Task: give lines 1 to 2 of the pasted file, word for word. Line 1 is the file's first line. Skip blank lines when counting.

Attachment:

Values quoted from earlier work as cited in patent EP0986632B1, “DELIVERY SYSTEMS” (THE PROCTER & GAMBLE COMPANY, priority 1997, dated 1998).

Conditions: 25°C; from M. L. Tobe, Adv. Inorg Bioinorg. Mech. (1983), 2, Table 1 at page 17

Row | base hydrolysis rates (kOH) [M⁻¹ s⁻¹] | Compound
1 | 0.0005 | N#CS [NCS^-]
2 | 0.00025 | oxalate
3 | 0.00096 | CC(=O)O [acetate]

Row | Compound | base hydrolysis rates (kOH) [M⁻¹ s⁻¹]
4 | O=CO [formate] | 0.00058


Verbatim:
Values quoted from earlier work as cited in patent EP0986632B1, “DELIVERY SYSTEMS” (THE PROCTER & GAMBLE COMPANY, priority 1997, dated 1998).

Conditions: 25°C; from M. L. Tobe, Adv. Inorg Bioinorg. Mech. (1983), 2, Table 1 at page 17